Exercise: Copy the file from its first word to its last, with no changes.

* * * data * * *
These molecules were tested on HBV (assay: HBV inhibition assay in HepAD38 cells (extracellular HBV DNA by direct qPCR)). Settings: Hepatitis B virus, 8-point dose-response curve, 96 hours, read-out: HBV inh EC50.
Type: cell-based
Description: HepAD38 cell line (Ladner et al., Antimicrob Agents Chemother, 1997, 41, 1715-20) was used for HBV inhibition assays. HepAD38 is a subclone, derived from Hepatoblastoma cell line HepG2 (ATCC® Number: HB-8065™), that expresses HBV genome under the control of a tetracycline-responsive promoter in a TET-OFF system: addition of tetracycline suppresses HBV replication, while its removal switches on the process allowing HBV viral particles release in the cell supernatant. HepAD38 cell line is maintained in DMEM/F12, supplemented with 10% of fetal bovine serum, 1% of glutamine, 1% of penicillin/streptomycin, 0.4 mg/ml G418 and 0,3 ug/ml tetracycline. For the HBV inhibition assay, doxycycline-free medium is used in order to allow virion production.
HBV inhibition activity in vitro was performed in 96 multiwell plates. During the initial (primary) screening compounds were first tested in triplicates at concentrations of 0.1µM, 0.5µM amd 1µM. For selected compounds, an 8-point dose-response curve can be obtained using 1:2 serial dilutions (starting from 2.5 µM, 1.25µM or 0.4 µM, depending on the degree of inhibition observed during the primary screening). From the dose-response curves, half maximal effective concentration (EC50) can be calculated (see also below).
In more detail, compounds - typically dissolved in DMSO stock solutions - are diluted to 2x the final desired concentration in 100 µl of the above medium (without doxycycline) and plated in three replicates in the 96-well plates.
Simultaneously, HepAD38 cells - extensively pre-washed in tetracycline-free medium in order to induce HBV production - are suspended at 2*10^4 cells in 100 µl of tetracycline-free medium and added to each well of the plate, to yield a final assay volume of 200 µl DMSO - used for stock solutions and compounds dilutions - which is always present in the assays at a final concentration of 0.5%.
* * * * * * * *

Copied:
These molecules were tested on HBV (assay: HBV inhibition assay in HepAD38 cells (extracellular HBV DNA by direct qPCR)). Settings: Hepatitis B virus, 8-point dose-response curve, 96 hours, read-out: HBV inh EC50.
Type: cell-based
Description: HepAD38 cell line (Ladner et al., Antimicrob Agents Chemother, 1997, 41, 1715-20) was used for HBV inhibition assays. HepAD38 is a subclone, derived from Hepatoblastoma cell line HepG2 (ATCC® Number: HB-8065™), that expresses HBV genome under the control of a tetracycline-responsive promoter in a TET-OFF system: addition of tetracycline suppresses HBV replication, while its removal switches on the process allowing HBV viral particles release in the cell supernatant. HepAD38 cell line is maintained in DMEM/F12, supplemented with 10% of fetal bovine serum, 1% of glutamine, 1% of penicillin/streptomycin, 0.4 mg/ml G418 and 0,3 ug/ml tetracycline. For the HBV inhibition assay, doxycycline-free medium is used in order to allow virion production.
HBV inhibition activity in vitro was performed in 96 multiwell plates. During the initial (primary) screening compounds were first tested in triplicates at concentrations of 0.1µM, 0.5µM amd 1µM. For selected compounds, an 8-point dose-response curve can be obtained using 1:2 serial dilutions (starting from 2.5 µM, 1.25µM or 0.4 µM, depending on the degree of inhibition observed during the primary screening). From the dose-response curves, half maximal effective concentration (EC50) can be calculated (see also below).
In more detail, compounds - typically dissolved in DMSO stock solutions - are diluted to 2x the final desired concentration in 100 µl of the above medium (without doxycycline) and plated in three replicates in the 96-well plates.
Simultaneously, HepAD38 cells - extensively pre-washed in tetracycline-free medium in order to induce HBV production - are suspended at 2*10^4 cells in 100 µl of tetracycline-free medium and added to each well of the plate, to yield a final assay volume of 200 µl DMSO - used for stock solutions and compounds dilutions - which is always present in the assays at a final concentration of 0.5%.